CableLabs has also defined “eRouter” specification for a lightweight dual-stack cable modem router that allows a stateful DHCPv6 (IPv6 Dynamic Host Control Protocol) -provisioned device to pass both stateful and Stateless Auto Address Configuration (SLAAC) provisioning commands through to devices in accord with whichever provisioning system is required by a given device. (SLAAC, used in telco provisioning of IP addresses, depends on the host assigning itself an address that is automatically configured by router discovery, in contrast to the cable address-assigning process used with DHCP in v4 and v6).
But even for network operators moving ahead aggressively with IPv6 deployments there are risks ahead, which are hard to quantify at this point. One of those has to do with the consequences of using what’s known as Carrier Grade Network Address Translation (CGN), which operators generally regard as a necessary evil unless they can manage to transfer the entire network to IPv6 before the v4 addresses run out.
CGN serves as a way to slow v4 exhaustion by allowing new subscribers who are given an IPv6 address for their primary gateway router to use devices that are not v6-enabled. To avoid having to assign public IPv4 addresses individually to such devices, operators will have to use CGN as an alternative to today’s NAT, a universally employed means of providing private addresses to connected devices that run behind a publicly addressed v4 modem.
Because IPv6-addressed devices cannot support NAT, NAT has to be moved into the network, which allows a public address to be used to support multiple private addresses running across a large number of IPv4 devices on the premises of multiple IPv6-addressed subscribers.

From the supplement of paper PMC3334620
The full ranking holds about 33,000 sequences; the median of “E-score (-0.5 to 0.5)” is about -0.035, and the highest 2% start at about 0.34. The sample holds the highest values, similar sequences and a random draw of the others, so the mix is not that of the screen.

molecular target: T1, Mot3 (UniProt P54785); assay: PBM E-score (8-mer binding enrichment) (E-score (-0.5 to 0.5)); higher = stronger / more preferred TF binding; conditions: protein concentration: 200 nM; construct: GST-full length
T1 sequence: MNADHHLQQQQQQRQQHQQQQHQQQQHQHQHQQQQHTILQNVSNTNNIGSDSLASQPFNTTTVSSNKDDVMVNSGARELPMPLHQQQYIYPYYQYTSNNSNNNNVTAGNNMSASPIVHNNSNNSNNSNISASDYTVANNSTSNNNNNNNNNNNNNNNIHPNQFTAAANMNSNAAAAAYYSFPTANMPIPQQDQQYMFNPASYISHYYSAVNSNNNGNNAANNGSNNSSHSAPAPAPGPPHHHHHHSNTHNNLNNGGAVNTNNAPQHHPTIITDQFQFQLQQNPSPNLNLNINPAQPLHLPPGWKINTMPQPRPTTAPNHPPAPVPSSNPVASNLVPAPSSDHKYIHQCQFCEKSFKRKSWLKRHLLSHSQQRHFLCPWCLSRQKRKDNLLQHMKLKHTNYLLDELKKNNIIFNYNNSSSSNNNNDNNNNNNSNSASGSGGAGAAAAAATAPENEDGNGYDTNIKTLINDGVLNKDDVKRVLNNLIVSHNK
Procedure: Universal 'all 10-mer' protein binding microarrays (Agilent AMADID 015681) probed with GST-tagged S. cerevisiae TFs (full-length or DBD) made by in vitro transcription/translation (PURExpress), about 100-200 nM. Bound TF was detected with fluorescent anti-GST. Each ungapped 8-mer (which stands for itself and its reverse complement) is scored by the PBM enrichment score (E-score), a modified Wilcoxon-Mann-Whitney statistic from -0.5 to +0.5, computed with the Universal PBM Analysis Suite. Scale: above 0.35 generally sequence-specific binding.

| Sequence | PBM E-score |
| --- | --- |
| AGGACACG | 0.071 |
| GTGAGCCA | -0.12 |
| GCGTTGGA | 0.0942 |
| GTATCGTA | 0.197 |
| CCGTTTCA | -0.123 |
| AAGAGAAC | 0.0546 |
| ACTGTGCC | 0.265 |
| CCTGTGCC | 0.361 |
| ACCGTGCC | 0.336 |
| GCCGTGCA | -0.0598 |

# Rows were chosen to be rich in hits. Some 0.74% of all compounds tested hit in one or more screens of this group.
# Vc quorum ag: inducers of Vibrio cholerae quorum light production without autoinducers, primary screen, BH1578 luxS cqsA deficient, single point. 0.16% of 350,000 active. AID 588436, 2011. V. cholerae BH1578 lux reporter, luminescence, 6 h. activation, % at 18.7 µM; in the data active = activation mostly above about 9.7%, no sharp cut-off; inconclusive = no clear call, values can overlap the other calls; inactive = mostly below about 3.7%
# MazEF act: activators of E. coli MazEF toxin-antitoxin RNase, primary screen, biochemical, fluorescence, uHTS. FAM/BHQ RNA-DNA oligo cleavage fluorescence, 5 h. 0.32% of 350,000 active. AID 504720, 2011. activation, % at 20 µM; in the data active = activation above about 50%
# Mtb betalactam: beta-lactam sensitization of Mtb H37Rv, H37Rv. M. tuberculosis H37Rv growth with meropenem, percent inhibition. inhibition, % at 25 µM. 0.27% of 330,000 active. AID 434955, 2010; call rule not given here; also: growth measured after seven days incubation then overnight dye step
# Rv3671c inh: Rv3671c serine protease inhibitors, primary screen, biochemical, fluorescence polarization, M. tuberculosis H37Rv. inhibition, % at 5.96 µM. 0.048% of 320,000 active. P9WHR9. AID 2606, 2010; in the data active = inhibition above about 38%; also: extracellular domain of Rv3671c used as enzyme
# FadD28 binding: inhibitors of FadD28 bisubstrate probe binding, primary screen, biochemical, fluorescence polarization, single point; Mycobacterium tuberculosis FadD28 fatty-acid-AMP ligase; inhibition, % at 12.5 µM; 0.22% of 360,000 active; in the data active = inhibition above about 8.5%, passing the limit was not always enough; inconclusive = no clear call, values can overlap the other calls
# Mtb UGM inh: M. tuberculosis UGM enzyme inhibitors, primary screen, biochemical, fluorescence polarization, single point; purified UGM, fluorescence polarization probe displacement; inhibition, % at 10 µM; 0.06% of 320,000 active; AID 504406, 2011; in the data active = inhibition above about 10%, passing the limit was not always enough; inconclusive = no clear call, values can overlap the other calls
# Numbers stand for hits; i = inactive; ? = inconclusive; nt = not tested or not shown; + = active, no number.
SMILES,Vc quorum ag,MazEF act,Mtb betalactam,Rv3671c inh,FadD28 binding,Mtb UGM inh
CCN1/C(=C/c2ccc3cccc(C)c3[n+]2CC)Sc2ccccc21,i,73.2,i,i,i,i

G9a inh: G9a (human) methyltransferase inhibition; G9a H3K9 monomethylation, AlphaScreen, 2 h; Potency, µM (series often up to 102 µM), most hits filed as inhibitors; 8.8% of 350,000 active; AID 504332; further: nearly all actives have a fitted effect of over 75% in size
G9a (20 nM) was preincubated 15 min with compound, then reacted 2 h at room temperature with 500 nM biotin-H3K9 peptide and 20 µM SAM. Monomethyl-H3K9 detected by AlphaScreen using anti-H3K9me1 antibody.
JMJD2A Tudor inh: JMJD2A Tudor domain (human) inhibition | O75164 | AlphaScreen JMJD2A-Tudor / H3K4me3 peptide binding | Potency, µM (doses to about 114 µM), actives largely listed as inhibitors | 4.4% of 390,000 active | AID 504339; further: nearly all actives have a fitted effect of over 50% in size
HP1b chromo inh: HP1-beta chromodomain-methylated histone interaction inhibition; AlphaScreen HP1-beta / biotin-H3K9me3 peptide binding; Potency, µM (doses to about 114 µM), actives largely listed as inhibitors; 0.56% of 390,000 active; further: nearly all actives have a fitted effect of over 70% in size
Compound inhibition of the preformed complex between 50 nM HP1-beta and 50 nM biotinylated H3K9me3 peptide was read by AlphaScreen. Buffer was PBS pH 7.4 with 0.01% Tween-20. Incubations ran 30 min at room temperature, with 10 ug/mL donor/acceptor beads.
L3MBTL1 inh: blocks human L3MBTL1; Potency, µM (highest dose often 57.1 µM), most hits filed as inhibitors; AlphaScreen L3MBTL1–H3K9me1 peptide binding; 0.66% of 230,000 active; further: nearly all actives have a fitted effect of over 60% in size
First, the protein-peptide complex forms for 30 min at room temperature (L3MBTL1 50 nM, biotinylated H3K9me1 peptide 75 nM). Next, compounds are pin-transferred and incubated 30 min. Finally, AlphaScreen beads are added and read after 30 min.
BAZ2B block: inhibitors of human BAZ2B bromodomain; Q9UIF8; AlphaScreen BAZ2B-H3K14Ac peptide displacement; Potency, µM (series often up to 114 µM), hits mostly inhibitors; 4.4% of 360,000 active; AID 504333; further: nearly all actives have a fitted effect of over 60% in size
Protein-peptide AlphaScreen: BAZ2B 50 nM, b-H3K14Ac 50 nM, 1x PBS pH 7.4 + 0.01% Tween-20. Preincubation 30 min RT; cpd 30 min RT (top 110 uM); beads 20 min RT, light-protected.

This introduces many complications tied to the need to achieve seamless operations across so many privately addressed connection points on the open network. While CableLabs has identified a version of CGN known as NAT444 as the best option for cable operators, tests have identified several points of potential disruption to network operations and consumer experience, starting with all the applications such as e-mail systems, monitoring platforms, some provisioning systems, law enforcement tracking and much else that depend on the fact that a public v4 address has traditionally been used to uniquely identify a single subscriber.
While steps can be taken in the network to make sure private addresses are linked to the public addresses in these applications, the mitigation can introduce delays and even breakdowns in certain applications. For example, adaptive streaming and fast-action gaming are especially subject to delays in the CGN environment, CableLabs found.
As for the security issues that loom as potential gotchas in a more v6-saturated Internet environment, here, too, some of the issues have to do with the vulnerabilities that are intrinsic to running v4 and v6 in parallel. But, notwithstanding the fact that IPv6 was actually designed with some new security enhancements that were meant to create a more secure Internet environment, some of the security vulnerabilities are intrinsic to the way the system was designed.
Moreover, the new security mechanisms are not viewed as particular significant at this point. One of them was the mandatory inclusion of IPSEC protection in the v6 protocol stack, which has long been an option for v4. As Curran notes, the wide adoption of IPSEC in v4 in recent years has largely neutralized that benefit for v6 in comparisons to the state of security on v4. “IPSEC has saturated on v4, so it’s not a big selling point for v6 anymore,” he says.
While the other new security components, including Secure Neighbor Discover (SeND), Privacy Addresses and Unique Local Address, are of marginal value, they don’t address the vulnerabilities that are being exposed by the most worrisome activity on the Internet today. In fact, notes Salient’s Jeremy Dunlap, there’s good reason to believe SeND will never be implemented.
Practically speaking, Curran says, “v6 is no more secure than v4.”